What is Xenophobia?

Xenophobia An extreme and irrational fear of vomiting. This is a rare disease that may only affect about 0.1% of the population. While this may be unlikely, it can be important to recognize the signs and symptoms of xenophobia and the ways in which it may affect your daily life.


Vomitophobia is an intense and irrational fear of vomiting. People with vomiting phobia may be afraid of vomiting themselves, or they may also be afraid of feeling sick or witnessing others throw up.

People with vomiting phobia may try to avoid activities or situations that can cause vomiting, such as drinking alcohol or taking public transportation (to avoid motion sickness).

What is a phobia?

Xenophobia is a specific type of phobia. It is a psychological disorder that involves persistent and severe fear of a specific object, environment, or activity.

Specific phobias are divided into five subtypes, while vomiting phobias belong to the “other types” subtype. That means it doesn’t fit into any of the major categories, including animals, natural environment, blood injection injuries or situational phobias.


Xenophobia can manifest with a variety of symptoms and certain behaviors.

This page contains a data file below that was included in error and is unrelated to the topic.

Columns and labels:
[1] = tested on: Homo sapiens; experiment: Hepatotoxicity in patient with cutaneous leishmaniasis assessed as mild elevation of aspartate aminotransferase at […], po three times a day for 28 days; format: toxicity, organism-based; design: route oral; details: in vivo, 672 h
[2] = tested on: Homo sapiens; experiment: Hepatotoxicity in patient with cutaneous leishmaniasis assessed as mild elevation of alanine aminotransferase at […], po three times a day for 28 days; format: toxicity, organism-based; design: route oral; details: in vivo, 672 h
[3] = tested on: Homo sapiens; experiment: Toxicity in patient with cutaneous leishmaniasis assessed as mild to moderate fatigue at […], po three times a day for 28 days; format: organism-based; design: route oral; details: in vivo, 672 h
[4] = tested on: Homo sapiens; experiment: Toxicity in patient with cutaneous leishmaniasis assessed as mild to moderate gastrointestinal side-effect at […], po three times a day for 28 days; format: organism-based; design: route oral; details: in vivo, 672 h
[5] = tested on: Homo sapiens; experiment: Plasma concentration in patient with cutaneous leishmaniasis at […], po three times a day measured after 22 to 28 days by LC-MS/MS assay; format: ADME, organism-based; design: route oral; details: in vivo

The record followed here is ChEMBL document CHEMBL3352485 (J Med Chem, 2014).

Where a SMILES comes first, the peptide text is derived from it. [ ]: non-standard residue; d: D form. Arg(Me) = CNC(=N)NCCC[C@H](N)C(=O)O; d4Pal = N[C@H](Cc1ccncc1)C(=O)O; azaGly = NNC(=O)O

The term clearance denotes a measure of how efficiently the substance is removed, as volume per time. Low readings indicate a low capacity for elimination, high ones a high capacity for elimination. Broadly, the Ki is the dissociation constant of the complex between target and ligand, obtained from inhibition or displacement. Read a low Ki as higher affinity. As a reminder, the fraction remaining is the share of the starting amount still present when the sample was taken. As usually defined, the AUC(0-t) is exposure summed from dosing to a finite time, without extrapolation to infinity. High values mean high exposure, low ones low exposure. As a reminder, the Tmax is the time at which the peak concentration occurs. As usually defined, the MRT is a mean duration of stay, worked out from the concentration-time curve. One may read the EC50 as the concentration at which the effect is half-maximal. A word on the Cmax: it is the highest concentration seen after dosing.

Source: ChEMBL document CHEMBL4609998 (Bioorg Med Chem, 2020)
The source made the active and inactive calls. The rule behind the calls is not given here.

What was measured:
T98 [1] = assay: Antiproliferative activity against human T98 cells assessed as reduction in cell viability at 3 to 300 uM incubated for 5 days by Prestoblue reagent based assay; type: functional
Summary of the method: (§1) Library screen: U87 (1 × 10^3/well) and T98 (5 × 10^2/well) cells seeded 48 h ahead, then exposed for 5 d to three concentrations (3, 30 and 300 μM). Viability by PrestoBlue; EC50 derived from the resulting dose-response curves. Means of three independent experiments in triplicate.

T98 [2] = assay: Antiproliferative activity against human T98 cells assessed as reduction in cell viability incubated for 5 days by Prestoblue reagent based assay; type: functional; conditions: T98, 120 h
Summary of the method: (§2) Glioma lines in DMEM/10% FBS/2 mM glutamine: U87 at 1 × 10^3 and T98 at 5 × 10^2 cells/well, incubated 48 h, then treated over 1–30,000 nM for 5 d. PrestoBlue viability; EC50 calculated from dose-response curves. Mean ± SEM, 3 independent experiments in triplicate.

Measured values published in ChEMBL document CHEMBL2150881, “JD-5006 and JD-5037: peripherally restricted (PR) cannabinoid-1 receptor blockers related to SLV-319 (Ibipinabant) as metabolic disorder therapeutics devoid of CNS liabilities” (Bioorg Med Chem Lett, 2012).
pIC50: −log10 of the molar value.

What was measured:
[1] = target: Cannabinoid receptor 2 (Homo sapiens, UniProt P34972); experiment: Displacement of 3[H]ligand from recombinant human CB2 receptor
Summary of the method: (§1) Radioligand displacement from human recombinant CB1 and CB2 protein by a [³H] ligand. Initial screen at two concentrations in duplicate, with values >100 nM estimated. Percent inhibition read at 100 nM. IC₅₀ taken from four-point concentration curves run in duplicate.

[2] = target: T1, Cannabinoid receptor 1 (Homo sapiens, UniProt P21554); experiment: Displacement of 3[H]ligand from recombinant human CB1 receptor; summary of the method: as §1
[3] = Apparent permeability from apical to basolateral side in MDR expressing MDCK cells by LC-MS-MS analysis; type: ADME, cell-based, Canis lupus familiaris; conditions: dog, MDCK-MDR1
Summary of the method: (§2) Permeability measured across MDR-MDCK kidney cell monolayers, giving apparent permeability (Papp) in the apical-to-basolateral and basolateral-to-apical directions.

These may include avoiding the following:

  • Foods not considered “safe”
  • Drugs that may list nausea as a potential side effect
  • eating in public
  • eat too fast
  • have dinner
  • social activity
  • places that may contain large amounts of alcohol, such as parties and bars
  • pregnant
  • bathroom
  • Gym
  • travel, flying, public transport or crowded places
  • people who may look uncomfortable
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People with phobias may experience a range of physical symptoms, including panic attacks. This may include symptoms such as:

  • hot flashes
  • chills
  • sweat
  • trembling
  • increased heart rate
  • shortness of breath or difficulty breathing
  • feeling of suffocation
  • tightness or pain in the chest
  • upset stomach or nausea
  • headache
  • feeling dizzy, lightheaded, or fainting